An excerpt from BUDO (O'Sensei Aikido Manual) - Iwama Ryu Aikido

An excerpt from: 1938 Training Manual, "Budo"

Manual from the Founder of Aikido, M. Ueshiba.
Translated by Mark L. Larson

The following is a translation of the 6 writings excerpted from the 1938 Training Manual, Budo, by the Founder of Aikido, Morihei Ueshiba. As the second of only two published works of the Founder, I was introduced to this manual by Morihiro Saito Sensei back in 1993. Since this time, I have traveled with Master Saito on numerous occasions throughout Japan, as well as abroad, as his personal attendant (otomo) and translator. On every occasion he has brought a copy of the original Budo along with him. Whether it be at a seminar or during an everyday practice in the Iwama Dojo, Saito Sensei often refers to these 6 writings.

My goal of this project was to bring the Founder's words to those who are unable to understand the difficult Japanese writings. No attempt has been made to edit the original passages. Some words have been added and some left in Japanese ONLY to make the English more understandable keeping as accurate of a translation as possible. Keep in mind that anytime something has been translated from its original language content, words and meanings can be lost, so by all means I welcome other interpretations.

I would like to personally thank Morihiro Saito Sensei for his teachings and clarifications of these writings, my wife Yuko for reading and helping with the difficult Japanese text, and Mr. Stanley Pranin for his advice with the final translation.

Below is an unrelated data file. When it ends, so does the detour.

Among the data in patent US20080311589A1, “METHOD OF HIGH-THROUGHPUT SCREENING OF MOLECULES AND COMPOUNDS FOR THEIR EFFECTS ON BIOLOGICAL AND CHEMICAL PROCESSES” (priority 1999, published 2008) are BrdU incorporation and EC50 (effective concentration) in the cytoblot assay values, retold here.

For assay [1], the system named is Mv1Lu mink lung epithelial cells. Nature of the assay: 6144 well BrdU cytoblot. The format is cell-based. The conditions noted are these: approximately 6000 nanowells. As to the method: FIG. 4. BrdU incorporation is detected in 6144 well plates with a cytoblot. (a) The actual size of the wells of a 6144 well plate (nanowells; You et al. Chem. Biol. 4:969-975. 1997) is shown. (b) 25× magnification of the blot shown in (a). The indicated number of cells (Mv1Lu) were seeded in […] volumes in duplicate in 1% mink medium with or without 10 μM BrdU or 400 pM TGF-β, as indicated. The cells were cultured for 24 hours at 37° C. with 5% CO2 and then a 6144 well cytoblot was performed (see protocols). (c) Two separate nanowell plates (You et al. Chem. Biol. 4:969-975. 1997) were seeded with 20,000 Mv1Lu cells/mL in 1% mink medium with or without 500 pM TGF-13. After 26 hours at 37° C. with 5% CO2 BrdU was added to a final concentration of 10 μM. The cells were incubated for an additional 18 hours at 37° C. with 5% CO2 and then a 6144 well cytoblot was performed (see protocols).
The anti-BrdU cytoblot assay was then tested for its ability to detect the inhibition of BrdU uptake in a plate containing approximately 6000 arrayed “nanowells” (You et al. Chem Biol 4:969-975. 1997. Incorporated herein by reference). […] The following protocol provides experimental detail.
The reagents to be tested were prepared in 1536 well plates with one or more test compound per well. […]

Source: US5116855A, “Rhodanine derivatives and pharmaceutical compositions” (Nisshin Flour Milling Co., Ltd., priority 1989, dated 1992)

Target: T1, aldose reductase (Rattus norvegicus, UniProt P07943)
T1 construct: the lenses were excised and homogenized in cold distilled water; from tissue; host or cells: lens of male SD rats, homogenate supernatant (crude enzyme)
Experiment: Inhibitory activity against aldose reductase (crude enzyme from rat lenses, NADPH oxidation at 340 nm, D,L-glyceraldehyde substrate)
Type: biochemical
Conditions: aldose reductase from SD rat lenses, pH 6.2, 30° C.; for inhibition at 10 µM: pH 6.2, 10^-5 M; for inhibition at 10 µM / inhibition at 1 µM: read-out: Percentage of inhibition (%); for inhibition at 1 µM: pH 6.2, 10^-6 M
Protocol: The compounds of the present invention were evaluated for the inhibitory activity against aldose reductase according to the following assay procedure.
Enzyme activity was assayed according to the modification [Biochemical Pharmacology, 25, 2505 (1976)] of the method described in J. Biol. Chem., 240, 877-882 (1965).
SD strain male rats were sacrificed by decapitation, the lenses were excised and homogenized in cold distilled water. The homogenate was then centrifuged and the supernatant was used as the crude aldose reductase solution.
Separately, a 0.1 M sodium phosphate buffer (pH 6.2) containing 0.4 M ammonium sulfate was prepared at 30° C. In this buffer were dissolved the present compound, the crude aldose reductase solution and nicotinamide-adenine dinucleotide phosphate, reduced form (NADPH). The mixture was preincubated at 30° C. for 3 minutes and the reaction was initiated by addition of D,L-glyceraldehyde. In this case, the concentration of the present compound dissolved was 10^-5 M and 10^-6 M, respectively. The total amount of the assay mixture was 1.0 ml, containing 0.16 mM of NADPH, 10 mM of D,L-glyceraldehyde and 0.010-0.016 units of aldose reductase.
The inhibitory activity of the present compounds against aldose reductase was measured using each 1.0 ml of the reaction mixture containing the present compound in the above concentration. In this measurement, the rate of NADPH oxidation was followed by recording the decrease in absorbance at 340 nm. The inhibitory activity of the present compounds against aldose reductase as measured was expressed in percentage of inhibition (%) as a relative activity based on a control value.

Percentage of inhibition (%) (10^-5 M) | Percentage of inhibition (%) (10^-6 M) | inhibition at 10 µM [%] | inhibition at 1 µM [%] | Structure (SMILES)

Please feel free to use this for your home page or dojo. If even one person can benefit from this project, it was worth the time and effort put into it.

Best wishes with all your trainings,

Mark L. Larson Iwama, Japan March 19, 2001

On Aikido Training,

1. Aikido can determine life or death with a single blow; therefore, when training, observe the directions of the instructor and do not engage in contests of strength.

2. Aikido is a Way that makes one person the equivalent of thousands; therefore, when training, always be mindful not only of the space in front of you, but also what is happening in all directions.

3. Training should always be an enjoyable experience.

4. An instructor can only impart a portion of the teachings. To be able to use a technique, you must learn it through diligent and ceaseless training. Only then will you begin to remember with your body. It is pointless to desire to learn many techniques. To master a technique, you must make it your own.

5. Daily training begins with Tai no Henko. Gradually increase the intensity of your training. Make sure not to overexert your body. Even older persons should not injure themselves. Continue to train enjoyably and strive to realize the purpose of training.

6. Aikido is training of the mind and body. Its purpose is to produce sincere people. Since all techniques are entirely secret, you should not reveal them indiscriminately to the public. The improper use of any technique by ill-mannered persons is to be avoided.

An excerpt from the 1938 Training Manual, "Budo", by the Founder of Aikido, Morihei Ueshiba. Translated by Mark L. Larson.